That said I think it is vital that Android should allow me to withhold a permission, exchange the permission for a lesser one (e.g. fine grained location for a dummy location), or receive a prompt. I also think that Google should weight apps in the store by the risk they pose which could be a weighting based on the reputation of the seller, the app's rating and the permissions it asks for. Apps would be inclined to ask for less permissions or farm those permissions out into an optional and auxiliary app if they knew it improved their search rankings.
When was the last "Massive iOS Mobile Botnet Hijacking SMS Data" headline?
When was the last maximum security prisoner getting run over by a bus headline? Sometimes freedom has its own risks, which includes idiots making poor decisions over where to get their software from. Does that mean everyone should be locked up in a cage to prevent that from happening?
That said, Android has some shocking poor security behaviour that Google should fix. It should be possible to turn off certain permissions an app says it wants regardless of what the manifest says. It should be possible to control permissions related to making calls, sending or receiving SMS messages, camera, location or hitting the internet. Apps can't take for granted that these services exist or are even available in a device so I don't see much fallout from allowing the user to control the visibility of these services.
But CFLs that light up faster are easy to find and normally say as much on the packet. Also, they last a very long time (longer than incandescent) and use less energy. So they're cheaper to run and cheaper over the lifetime of the bulb. Most of the objections to them are highly irrational though the GP's post is so paranoia infused I wonder if it's a parody or the person is in need of medication.
I've had less luck with LED bulbs. Some brands are far less reliable than they claim and I first decked my house out with a brand called EcoPal and I'd say 30% of them have failed in 5 years which is not acceptable when they claim to last 30. I've used other brands which are more reliable. I guess the scope for reliability is very wide because no two LED bulbs designs seem to be the same - it's still a very nascent market.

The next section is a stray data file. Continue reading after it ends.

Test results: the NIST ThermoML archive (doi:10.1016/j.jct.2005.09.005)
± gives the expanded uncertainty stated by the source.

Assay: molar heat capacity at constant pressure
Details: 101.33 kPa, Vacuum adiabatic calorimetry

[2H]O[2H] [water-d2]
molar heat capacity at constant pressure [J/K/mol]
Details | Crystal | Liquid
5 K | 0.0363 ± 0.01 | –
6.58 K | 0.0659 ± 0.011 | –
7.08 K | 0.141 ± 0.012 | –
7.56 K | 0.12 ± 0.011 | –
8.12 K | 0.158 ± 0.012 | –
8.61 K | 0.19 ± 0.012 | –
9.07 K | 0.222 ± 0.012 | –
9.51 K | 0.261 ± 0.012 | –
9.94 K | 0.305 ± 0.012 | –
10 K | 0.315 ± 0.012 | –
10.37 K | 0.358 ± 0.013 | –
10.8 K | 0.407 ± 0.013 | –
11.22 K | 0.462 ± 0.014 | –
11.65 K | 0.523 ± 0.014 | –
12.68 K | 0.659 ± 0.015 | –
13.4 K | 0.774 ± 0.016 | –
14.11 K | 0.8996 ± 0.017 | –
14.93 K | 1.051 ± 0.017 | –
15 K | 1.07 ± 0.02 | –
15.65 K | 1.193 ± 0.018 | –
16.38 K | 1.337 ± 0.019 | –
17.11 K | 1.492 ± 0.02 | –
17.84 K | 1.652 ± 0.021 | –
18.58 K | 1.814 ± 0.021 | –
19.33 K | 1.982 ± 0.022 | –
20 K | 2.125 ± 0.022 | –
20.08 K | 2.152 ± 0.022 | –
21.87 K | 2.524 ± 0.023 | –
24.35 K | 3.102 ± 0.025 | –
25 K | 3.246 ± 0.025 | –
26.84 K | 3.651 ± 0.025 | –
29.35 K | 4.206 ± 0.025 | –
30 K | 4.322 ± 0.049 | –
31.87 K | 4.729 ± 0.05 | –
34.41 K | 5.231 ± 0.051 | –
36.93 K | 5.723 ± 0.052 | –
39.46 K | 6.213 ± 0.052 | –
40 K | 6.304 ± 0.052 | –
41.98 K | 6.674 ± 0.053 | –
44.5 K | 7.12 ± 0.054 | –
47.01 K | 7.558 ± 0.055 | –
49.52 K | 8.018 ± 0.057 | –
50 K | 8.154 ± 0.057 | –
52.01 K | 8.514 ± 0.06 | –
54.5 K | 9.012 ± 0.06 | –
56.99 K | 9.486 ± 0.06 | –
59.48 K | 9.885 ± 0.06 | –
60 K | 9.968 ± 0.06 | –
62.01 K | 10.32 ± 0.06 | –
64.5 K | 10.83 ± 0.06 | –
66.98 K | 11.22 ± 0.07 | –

Most apps already have to cope with features that are missing. e.g. an app might want to read SMS or make calls, but neither facility is available on most tablets. Or they might ask for GPS coords and again they simply can't have it. If they can't cope with the variety out there already then I don't see much difference if the user has an explicit switch to disable that functionality.
That said, the current situation is completely unacceptable. The upfront permissions are getting worse and worse for some apps and often for completely esoteric reasons. Twitter recently updated their app to ask my location. Fortunately there is a switch in their app to turn this off, but really I shouldn't have to count on their charity - I should be able to turn that setting off whether they want me to or not.
Its very simple to understand. If I stole someone's wallet then there is a transaction chain linking my money to the crime. So if I exchange those 500 bitcoins for another 500 bitcoins less some fee, now there is no chain linking me to the crime. It's money laundering.
Casascius exchanged Bitcoins for other Bitcoins, plus a small fee for the cool novelty token. He didn't exchange BTC for USD, or vice-versa, or anything even remotely similar to that. He made frickin' change (albeit more literally than normal).
No, he laundered money. He is acting as a break in the chain where potentially laundered money stops at his door and new, clean money is issued to the customer for a fee. It would be akin to me buying your dye pack stained dollars and giving you clean dollars for a commission and not bothering to keep records or conform to any regulation.
I expect that in the future when you buy a game on steam that there will be a "play instantly" option. Maybe you can even rent games this way, or subscribe to the service. But by decoupling where the game runs from where it is played, it doesn't matter what architecture or OS the user has. Cloud gaming in other words. Probably something little more complex than a chromecast or raspberry pi would be capable of serving as a streaming client and I imagine that Microsoft, Sony, Valve, Google, Apple all have their eyes set on something of that nature.